Organization Pyramid Structure

by Colin Campbell; Updated September 26, 2017
Organizational structures often resemble pyramids

The so-called pyramid structure of an organization refers to the tendency of an organization to have a greater number of base level employees (engineers, workers, technicians, etc.) than top strategic decision makers (CEO, Vice Presidents, managers).

Levels of Hierarchy

Levels of hierarchy are what make up the "height" of the organizational pyramid. The greater the number of levels of hierarchy, the more levels between the lowest worker and the highest executives in the company, and the greater the distance that information and decisions have to travel from top to bottom. Levels of hierarchy can be reduced by increasing the span of control, or the number of people the average manager has reporting to him. This is also a way to increase the "width" of the pyramid.

Departmentalization

Departmentalization is the other major determinant of the "width" of the organizational pyramid. Departments are usually split up by function or by product. Functional departments do the same thing for a large number of products, and product-based departments do everything required to work on one specific product.

Centralization and Formalization

Centralization is the degree to which the tip of the organizational pyramid is top-weighted. In highly centralized organizations, decision making tends to be highly concentrated at the top of the structure, leaving less autonomy for individual workers to make decisions. This often works hand-in-hand with formalization, which is the degree to which the rules about communication and decision making must be followed, and how complicated they are. Highly centralized and formalized organizations tend to have very rigid structures.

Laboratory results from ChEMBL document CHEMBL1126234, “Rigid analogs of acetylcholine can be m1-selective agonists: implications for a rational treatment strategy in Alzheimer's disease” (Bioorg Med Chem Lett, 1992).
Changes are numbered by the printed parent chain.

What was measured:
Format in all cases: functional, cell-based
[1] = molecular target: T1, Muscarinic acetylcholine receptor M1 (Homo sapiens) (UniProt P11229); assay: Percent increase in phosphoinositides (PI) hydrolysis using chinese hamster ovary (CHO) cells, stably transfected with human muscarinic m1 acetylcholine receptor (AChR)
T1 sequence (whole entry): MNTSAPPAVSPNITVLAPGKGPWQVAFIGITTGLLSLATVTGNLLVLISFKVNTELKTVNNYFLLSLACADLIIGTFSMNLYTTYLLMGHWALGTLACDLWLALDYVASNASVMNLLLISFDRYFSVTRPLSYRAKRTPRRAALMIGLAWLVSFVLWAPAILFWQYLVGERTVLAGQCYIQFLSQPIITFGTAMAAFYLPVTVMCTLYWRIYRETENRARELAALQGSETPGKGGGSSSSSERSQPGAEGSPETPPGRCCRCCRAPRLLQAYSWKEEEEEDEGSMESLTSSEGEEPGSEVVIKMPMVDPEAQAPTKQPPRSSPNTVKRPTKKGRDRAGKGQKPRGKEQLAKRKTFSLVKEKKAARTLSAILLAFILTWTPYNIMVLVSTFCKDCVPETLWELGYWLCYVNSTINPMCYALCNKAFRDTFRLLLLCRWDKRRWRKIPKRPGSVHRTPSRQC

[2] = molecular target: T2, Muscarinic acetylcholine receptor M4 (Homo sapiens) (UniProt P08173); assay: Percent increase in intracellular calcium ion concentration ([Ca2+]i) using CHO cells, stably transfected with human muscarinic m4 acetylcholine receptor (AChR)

Boundaryless Organization

Boundaryless organizations tend to have smaller organizational pyramids because they have removed as many barriers as possible, both horizontal (departmental) and vertical (hierarchical). Some do this by simply being as free-form as possible, but others outsource all non-value generating portions of the business, leaving only the core. This core is usually a much smaller and more easily managed and changed organization.

Matrix Management

The primary type of organization that breaks the pyramid-style structure is a matrix-managed organization. In this type of organization, groups will report both to their functional leader and their product leader, leading to a somewhat looping, circular shape.

References

  • "Organizational Behavior"; Tayla Bauer and Berrin Erdogan; 2009

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